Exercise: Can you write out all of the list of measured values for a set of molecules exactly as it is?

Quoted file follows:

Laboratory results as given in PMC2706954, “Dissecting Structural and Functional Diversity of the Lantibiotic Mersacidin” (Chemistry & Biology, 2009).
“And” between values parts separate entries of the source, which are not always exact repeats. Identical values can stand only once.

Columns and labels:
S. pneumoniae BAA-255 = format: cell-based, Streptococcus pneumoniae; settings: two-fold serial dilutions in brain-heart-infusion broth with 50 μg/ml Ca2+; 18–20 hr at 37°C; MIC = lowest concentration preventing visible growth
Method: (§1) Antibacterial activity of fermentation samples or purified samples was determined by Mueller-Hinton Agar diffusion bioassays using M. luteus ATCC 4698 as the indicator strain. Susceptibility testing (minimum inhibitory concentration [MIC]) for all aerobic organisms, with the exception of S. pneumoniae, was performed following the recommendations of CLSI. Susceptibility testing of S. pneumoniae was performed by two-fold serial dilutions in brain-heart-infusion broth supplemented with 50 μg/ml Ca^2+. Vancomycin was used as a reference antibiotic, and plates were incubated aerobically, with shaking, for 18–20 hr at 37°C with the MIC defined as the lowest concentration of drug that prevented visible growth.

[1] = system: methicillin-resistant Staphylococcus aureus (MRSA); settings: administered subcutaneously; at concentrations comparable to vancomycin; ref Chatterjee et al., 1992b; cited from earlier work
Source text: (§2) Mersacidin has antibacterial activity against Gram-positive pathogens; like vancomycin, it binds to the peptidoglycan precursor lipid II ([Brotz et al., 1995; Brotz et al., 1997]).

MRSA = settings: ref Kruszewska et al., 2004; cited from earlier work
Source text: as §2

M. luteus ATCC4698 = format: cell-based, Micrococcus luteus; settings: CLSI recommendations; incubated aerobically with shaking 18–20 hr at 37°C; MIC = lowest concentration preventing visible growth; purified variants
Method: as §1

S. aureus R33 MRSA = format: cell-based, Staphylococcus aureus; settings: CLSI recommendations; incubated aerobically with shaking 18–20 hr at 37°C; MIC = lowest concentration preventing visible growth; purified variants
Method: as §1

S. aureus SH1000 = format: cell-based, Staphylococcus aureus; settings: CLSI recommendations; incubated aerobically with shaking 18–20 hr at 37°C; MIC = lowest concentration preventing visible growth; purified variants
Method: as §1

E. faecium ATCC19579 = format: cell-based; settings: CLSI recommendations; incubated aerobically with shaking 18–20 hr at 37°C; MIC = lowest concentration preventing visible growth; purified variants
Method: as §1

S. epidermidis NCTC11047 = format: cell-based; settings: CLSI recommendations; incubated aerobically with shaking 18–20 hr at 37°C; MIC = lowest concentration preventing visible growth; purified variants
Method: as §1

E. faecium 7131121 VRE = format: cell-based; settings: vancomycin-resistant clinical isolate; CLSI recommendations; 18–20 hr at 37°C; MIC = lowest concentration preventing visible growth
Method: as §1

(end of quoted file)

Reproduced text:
Laboratory results as given in PMC2706954, “Dissecting Structural and Functional Diversity of the Lantibiotic Mersacidin” (Chemistry & Biology, 2009).
“And” between values parts separate entries of the source, which are not always exact repeats. Identical values can stand only once.

Columns and labels:
S. pneumoniae BAA-255 = format: cell-based, Streptococcus pneumoniae; settings: two-fold serial dilutions in brain-heart-infusion broth with 50 μg/ml Ca2+; 18–20 hr at 37°C; MIC = lowest concentration preventing visible growth
Method: (§1) Antibacterial activity of fermentation samples or purified samples was determined by Mueller-Hinton Agar diffusion bioassays using M. luteus ATCC 4698 as the indicator strain. Susceptibility testing (minimum inhibitory concentration [MIC]) for all aerobic organisms, with the exception of S. pneumoniae, was performed following the recommendations of CLSI. Susceptibility testing of S. pneumoniae was performed by two-fold serial dilutions in brain-heart-infusion broth supplemented with 50 μg/ml Ca^2+. Vancomycin was used as a reference antibiotic, and plates were incubated aerobically, with shaking, for 18–20 hr at 37°C with the MIC defined as the lowest concentration of drug that prevented visible growth.

[1] = system: methicillin-resistant Staphylococcus aureus (MRSA); settings: administered subcutaneously; at concentrations comparable to vancomycin; ref Chatterjee et al., 1992b; cited from earlier work
Source text: (§2) Mersacidin has antibacterial activity against Gram-positive pathogens; like vancomycin, it binds to the peptidoglycan precursor lipid II ([Brotz et al., 1995; Brotz et al., 1997]).

MRSA = settings: ref Kruszewska et al., 2004; cited from earlier work
Source text: as §2

M. luteus ATCC4698 = format: cell-based, Micrococcus luteus; settings: CLSI recommendations; incubated aerobically with shaking 18–20 hr at 37°C; MIC = lowest concentration preventing visible growth; purified variants
Method: as §1

S. aureus R33 MRSA = format: cell-based, Staphylococcus aureus; settings: CLSI recommendations; incubated aerobically with shaking 18–20 hr at 37°C; MIC = lowest concentration preventing visible growth; purified variants
Method: as §1

S. aureus SH1000 = format: cell-based, Staphylococcus aureus; settings: CLSI recommendations; incubated aerobically with shaking 18–20 hr at 37°C; MIC = lowest concentration preventing visible growth; purified variants
Method: as §1

E. faecium ATCC19579 = format: cell-based; settings: CLSI recommendations; incubated aerobically with shaking 18–20 hr at 37°C; MIC = lowest concentration preventing visible growth; purified variants
Method: as §1

S. epidermidis NCTC11047 = format: cell-based; settings: CLSI recommendations; incubated aerobically with shaking 18–20 hr at 37°C; MIC = lowest concentration preventing visible growth; purified variants
Method: as §1

E. faecium 7131121 VRE = format: cell-based; settings: vancomycin-resistant clinical isolate; CLSI recommendations; 18–20 hr at 37°C; MIC = lowest concentration preventing visible growth
Method: as §1